STEVE INSKEEP, host:
Summer's over for the president of France, Nicolas Sarkozy. As we heard elsewhere in the program, market pressures that have been plaguing the European Union, mainly pressing on Greece and Italy, are now creeping toward France, the eurozone's second-largest economy.
Teri Schultz continues our coverage.
TERI SCHULTZ: Sarkozy had warned his government ministers not to venture far on their vacations, in case they needed to beat a quick path back to Paris for meetings. He finally rushed back from his own Riviera holiday yesterday as international speculation that France could follow the U.S. in losing its AAA credit rating caused a huge sell-off of banking stocks across Europe.
While credit agencies publicly assured France there will be no immediate downgrade, the damage had already been done. Or had it? Some observers believe this may be just what's needed to finally resolve the eurozone debt crisis.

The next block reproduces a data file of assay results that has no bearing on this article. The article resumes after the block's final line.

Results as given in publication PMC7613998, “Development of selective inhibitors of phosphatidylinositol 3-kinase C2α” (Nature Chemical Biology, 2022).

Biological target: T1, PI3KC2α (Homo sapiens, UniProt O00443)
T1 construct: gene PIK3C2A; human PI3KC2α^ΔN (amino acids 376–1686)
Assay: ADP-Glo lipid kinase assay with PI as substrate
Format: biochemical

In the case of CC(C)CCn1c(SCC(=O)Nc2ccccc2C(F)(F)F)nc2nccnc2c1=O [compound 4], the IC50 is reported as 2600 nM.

Economic analyst Thomas Klau of the European Council on Foreign Relations says that's because of Paris's proximity - politically, economically, even emotionally - to Berlin, the eurozone's last unquestioned economic powerhouse.
Mr. THOMAS KLAU (European Council on Foreign Relations): It may make it easier for Angela Merkel to, you know, go to her parliament, address the nation and say, look, now it's France that's under attack, this is unacceptable, let's do what it takes.
SCHULTZ: And Spanish financial journalist Bernardo de Miguel believes it could be a good thing for his country that it's not just southern European nations being battered by the markets.
Mr. BERNARDO DE MIGUEL (Financial Journalist): It's a kind of relief in that sense because it's going to force a solution from the eurozone.
SCHULTZ: But maybe not this week. So far, German officials say, Chancellor Merkel has no plans to cut her holiday short.
For NPR News, I'm Teri Schultz in Brussels. Transcript provided by NPR, Copyright NPR.